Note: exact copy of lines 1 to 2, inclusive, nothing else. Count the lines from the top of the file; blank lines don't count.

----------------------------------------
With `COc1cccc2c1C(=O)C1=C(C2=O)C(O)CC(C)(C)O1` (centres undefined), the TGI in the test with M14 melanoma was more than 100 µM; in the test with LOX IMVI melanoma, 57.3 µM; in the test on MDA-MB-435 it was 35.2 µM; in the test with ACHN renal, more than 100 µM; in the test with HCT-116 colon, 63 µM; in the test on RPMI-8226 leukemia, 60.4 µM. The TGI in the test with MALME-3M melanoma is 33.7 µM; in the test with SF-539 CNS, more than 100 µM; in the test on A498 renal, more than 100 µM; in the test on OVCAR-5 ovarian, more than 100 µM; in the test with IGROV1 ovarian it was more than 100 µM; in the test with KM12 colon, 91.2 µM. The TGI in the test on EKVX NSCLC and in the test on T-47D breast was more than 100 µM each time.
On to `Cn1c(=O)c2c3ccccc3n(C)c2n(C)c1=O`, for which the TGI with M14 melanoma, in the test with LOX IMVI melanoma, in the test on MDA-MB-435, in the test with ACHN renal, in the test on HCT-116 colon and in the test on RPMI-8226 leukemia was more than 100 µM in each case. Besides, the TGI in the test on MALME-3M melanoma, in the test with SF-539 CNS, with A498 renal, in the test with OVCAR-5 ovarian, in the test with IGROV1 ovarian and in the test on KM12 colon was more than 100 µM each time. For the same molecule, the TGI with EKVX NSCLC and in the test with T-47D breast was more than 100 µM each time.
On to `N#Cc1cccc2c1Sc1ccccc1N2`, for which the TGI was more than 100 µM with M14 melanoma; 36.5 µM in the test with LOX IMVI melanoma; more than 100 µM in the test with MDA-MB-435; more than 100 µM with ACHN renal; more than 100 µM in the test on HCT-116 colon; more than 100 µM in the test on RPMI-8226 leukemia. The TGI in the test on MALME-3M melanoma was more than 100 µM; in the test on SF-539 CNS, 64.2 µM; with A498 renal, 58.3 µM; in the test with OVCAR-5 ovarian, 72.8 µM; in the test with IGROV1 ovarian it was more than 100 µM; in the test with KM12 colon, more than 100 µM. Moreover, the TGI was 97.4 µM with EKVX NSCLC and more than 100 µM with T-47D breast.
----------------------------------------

With `COc1cccc2c1C(=O)C1=C(C2=O)C(O)CC(C)(C)O1` (centres undefined), the TGI in the test with M14 melanoma was more than 100 µM; in the test with LOX IMVI melanoma, 57.3 µM; in the test on MDA-MB-435 it was 35.2 µM; in the test with ACHN renal, more than 100 µM; in the test with HCT-116 colon, 63 µM; in the test on RPMI-8226 leukemia, 60.4 µM. The TGI in the test with MALME-3M melanoma is 33.7 µM; in the test with SF-539 CNS, more than 100 µM; in the test on A498 renal, more than 100 µM; in the test on OVCAR-5 ovarian, more than 100 µM; in the test with IGROV1 ovarian it was more than 100 µM; in the test with KM12 colon, 91.2 µM. The TGI in the test on EKVX NSCLC and in the test on T-47D breast was more than 100 µM each time.
On to `Cn1c(=O)c2c3ccccc3n(C)c2n(C)c1=O`, for which the TGI with M14 melanoma, in the test with LOX IMVI melanoma, in the test on MDA-MB-435, in the test with ACHN renal, in the test on HCT-116 colon and in the test on RPMI-8226 leukemia was more than 100 µM in each case. Besides, the TGI in the test on MALME-3M melanoma, in the test with SF-539 CNS, with A498 renal, in the test with OVCAR-5 ovarian, in the test with IGROV1 ovarian and in the test on KM12 colon was more than 100 µM each time. For the same molecule, the TGI with EKVX NSCLC and in the test with T-47D breast was more than 100 µM each time.